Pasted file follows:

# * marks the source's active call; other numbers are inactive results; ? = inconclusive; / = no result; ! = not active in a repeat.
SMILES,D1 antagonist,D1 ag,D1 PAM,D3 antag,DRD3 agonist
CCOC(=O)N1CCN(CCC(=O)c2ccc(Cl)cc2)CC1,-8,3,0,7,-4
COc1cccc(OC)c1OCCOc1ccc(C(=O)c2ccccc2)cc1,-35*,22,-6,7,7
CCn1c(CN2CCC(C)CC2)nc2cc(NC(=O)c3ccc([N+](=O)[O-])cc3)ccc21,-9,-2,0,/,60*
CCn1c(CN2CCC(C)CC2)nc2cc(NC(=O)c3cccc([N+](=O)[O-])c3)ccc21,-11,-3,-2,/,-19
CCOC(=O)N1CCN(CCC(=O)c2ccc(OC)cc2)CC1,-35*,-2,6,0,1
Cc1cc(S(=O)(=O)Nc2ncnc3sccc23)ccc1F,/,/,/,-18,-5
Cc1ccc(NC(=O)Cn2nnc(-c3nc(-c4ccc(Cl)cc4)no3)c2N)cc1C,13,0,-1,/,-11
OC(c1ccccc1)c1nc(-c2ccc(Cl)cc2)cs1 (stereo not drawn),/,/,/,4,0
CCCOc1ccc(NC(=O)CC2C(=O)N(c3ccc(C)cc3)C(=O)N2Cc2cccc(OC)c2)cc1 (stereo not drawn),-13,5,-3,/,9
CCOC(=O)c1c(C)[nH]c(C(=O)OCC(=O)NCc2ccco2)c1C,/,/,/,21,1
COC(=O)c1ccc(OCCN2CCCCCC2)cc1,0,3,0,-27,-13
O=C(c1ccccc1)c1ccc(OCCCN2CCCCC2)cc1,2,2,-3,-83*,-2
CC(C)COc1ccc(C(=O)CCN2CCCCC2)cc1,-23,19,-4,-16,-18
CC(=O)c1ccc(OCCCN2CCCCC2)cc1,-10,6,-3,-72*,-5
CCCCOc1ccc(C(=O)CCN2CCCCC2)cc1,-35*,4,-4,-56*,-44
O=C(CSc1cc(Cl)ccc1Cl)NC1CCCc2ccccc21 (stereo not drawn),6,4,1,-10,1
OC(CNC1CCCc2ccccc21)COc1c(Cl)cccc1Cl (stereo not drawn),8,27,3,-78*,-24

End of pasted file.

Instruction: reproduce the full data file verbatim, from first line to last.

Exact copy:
# * marks the source's active call; other numbers are inactive results; ? = inconclusive; / = no result; ! = not active in a repeat.
SMILES,D1 antagonist,D1 ag,D1 PAM,D3 antag,DRD3 agonist
CCOC(=O)N1CCN(CCC(=O)c2ccc(Cl)cc2)CC1,-8,3,0,7,-4
COc1cccc(OC)c1OCCOc1ccc(C(=O)c2ccccc2)cc1,-35*,22,-6,7,7
CCn1c(CN2CCC(C)CC2)nc2cc(NC(=O)c3ccc([N+](=O)[O-])cc3)ccc21,-9,-2,0,/,60*
CCn1c(CN2CCC(C)CC2)nc2cc(NC(=O)c3cccc([N+](=O)[O-])c3)ccc21,-11,-3,-2,/,-19
CCOC(=O)N1CCN(CCC(=O)c2ccc(OC)cc2)CC1,-35*,-2,6,0,1
Cc1cc(S(=O)(=O)Nc2ncnc3sccc23)ccc1F,/,/,/,-18,-5
Cc1ccc(NC(=O)Cn2nnc(-c3nc(-c4ccc(Cl)cc4)no3)c2N)cc1C,13,0,-1,/,-11
OC(c1ccccc1)c1nc(-c2ccc(Cl)cc2)cs1 (stereo not drawn),/,/,/,4,0
CCCOc1ccc(NC(=O)CC2C(=O)N(c3ccc(C)cc3)C(=O)N2Cc2cccc(OC)c2)cc1 (stereo not drawn),-13,5,-3,/,9
CCOC(=O)c1c(C)[nH]c(C(=O)OCC(=O)NCc2ccco2)c1C,/,/,/,21,1
COC(=O)c1ccc(OCCN2CCCCCC2)cc1,0,3,0,-27,-13
O=C(c1ccccc1)c1ccc(OCCCN2CCCCC2)cc1,2,2,-3,-83*,-2
CC(C)COc1ccc(C(=O)CCN2CCCCC2)cc1,-23,19,-4,-16,-18
CC(=O)c1ccc(OCCCN2CCCCC2)cc1,-10,6,-3,-72*,-5
CCCCOc1ccc(C(=O)CCN2CCCCC2)cc1,-35*,4,-4,-56*,-44
O=C(CSc1cc(Cl)ccc1Cl)NC1CCCc2ccccc21 (stereo not drawn),6,4,1,-10,1
OC(CNC1CCCc2ccccc21)COc1c(Cl)cccc1Cl (stereo not drawn),8,27,3,-78*,-24